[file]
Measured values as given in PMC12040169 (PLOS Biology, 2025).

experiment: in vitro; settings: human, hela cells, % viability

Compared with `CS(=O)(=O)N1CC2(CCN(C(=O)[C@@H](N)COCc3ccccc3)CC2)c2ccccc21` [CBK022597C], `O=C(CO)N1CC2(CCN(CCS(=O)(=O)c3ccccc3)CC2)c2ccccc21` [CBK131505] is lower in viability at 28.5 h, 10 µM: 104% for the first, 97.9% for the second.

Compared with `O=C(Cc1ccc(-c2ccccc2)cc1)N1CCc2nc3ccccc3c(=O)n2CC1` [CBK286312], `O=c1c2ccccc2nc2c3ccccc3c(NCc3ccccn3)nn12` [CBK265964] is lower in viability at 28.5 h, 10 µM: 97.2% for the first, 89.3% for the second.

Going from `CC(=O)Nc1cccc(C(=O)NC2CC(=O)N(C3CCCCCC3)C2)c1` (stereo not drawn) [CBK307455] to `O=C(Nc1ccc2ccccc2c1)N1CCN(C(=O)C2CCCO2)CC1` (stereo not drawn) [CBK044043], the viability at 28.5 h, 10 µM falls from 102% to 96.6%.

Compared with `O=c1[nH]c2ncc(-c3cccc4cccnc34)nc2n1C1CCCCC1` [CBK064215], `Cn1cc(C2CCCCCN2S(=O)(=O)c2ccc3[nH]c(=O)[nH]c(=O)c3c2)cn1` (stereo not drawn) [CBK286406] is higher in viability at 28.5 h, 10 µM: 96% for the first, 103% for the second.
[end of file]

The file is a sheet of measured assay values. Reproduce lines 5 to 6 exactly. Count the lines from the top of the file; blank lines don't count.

Going from `CC(=O)Nc1cccc(C(=O)NC2CC(=O)N(C3CCCCCC3)C2)c1` (stereo not drawn) [CBK307455] to `O=C(Nc1ccc2ccccc2c1)N1CCN(C(=O)C2CCCO2)CC1` (stereo not drawn) [CBK044043], the viability at 28.5 h, 10 µM falls from 102% to 96.6%.

Compared with `O=c1[nH]c2ncc(-c3cccc4cccnc34)nc2n1C1CCCCC1` [CBK064215], `Cn1cc(C2CCCCCN2S(=O)(=O)c2ccc3[nH]c(=O)[nH]c(=O)c3c2)cn1` (stereo not drawn) [CBK286406] is higher in viability at 28.5 h, 10 µM: 96% for the first, 103% for the second.